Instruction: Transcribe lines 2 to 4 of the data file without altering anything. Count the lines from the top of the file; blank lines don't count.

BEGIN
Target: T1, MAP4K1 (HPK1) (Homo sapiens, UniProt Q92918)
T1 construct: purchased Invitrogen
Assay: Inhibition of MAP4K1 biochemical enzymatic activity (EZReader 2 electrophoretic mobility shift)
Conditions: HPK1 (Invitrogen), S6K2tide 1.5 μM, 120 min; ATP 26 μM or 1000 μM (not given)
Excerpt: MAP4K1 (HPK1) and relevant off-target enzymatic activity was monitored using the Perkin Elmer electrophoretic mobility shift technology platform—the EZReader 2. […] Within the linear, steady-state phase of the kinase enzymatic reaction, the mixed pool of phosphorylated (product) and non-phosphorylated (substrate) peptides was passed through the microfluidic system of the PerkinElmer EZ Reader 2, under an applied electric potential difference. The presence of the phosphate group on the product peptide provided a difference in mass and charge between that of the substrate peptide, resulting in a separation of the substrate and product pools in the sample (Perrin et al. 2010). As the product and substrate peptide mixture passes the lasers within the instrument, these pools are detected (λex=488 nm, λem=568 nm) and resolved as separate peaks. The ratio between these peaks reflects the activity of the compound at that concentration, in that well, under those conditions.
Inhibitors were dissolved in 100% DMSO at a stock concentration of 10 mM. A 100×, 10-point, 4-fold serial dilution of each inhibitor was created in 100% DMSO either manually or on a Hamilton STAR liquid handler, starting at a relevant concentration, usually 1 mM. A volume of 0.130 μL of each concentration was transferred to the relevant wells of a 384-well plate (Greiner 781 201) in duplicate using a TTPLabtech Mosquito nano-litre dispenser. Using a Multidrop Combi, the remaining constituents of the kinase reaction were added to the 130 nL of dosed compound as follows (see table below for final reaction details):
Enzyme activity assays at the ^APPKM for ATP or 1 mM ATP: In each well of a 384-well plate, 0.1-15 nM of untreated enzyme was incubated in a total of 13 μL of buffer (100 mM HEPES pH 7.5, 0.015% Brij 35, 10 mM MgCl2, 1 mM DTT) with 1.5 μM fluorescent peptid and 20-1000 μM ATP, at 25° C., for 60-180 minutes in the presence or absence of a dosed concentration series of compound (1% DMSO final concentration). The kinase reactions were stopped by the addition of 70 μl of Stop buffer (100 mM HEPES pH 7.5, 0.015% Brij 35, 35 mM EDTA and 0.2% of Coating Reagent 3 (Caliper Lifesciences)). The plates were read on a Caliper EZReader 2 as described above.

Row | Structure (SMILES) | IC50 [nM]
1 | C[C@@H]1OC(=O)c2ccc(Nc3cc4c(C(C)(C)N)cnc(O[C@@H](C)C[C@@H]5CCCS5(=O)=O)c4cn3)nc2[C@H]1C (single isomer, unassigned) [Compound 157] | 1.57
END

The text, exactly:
T1 construct: purchased Invitrogen
Assay: Inhibition of MAP4K1 biochemical enzymatic activity (EZReader 2 electrophoretic mobility shift)
Conditions: HPK1 (Invitrogen), S6K2tide 1.5 μM, 120 min; ATP 26 μM or 1000 μM (not given)